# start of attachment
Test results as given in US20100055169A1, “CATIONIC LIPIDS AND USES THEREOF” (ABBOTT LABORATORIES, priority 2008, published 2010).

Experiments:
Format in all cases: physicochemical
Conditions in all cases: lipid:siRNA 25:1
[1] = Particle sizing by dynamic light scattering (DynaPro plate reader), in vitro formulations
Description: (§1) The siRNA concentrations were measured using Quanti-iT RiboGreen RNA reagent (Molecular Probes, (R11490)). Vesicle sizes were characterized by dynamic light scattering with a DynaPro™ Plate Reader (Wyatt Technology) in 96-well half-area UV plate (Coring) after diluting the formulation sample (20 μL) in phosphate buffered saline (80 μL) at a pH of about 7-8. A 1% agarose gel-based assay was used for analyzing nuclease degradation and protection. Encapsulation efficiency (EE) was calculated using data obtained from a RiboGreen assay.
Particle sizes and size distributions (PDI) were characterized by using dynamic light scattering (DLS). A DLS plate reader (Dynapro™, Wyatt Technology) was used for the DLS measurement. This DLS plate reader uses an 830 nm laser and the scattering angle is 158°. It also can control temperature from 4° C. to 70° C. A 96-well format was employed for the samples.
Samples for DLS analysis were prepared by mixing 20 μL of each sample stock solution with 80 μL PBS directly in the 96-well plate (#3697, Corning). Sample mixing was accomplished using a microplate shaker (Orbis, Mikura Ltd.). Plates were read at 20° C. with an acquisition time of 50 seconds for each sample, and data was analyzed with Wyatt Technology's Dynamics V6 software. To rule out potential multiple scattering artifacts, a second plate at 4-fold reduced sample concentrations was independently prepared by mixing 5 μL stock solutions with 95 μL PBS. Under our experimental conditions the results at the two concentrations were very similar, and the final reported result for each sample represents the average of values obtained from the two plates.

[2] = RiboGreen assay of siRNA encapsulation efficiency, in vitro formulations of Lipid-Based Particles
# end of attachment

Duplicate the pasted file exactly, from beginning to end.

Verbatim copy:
Test results as given in US20100055169A1, “CATIONIC LIPIDS AND USES THEREOF” (ABBOTT LABORATORIES, priority 2008, published 2010).

Experiments:
Format in all cases: physicochemical
Conditions in all cases: lipid:siRNA 25:1
[1] = Particle sizing by dynamic light scattering (DynaPro plate reader), in vitro formulations
Description: (§1) The siRNA concentrations were measured using Quanti-iT RiboGreen RNA reagent (Molecular Probes, (R11490)). Vesicle sizes were characterized by dynamic light scattering with a DynaPro™ Plate Reader (Wyatt Technology) in 96-well half-area UV plate (Coring) after diluting the formulation sample (20 μL) in phosphate buffered saline (80 μL) at a pH of about 7-8. A 1% agarose gel-based assay was used for analyzing nuclease degradation and protection. Encapsulation efficiency (EE) was calculated using data obtained from a RiboGreen assay.
Particle sizes and size distributions (PDI) were characterized by using dynamic light scattering (DLS). A DLS plate reader (Dynapro™, Wyatt Technology) was used for the DLS measurement. This DLS plate reader uses an 830 nm laser and the scattering angle is 158°. It also can control temperature from 4° C. to 70° C. A 96-well format was employed for the samples.
Samples for DLS analysis were prepared by mixing 20 μL of each sample stock solution with 80 μL PBS directly in the 96-well plate (#3697, Corning). Sample mixing was accomplished using a microplate shaker (Orbis, Mikura Ltd.). Plates were read at 20° C. with an acquisition time of 50 seconds for each sample, and data was analyzed with Wyatt Technology's Dynamics V6 software. To rule out potential multiple scattering artifacts, a second plate at 4-fold reduced sample concentrations was independently prepared by mixing 5 μL stock solutions with 95 μL PBS. Under our experimental conditions the results at the two concentrations were very similar, and the final reported result for each sample represents the average of values obtained from the two plates.

[2] = RiboGreen assay of siRNA encapsulation efficiency, in vitro formulations of Lipid-Based Particles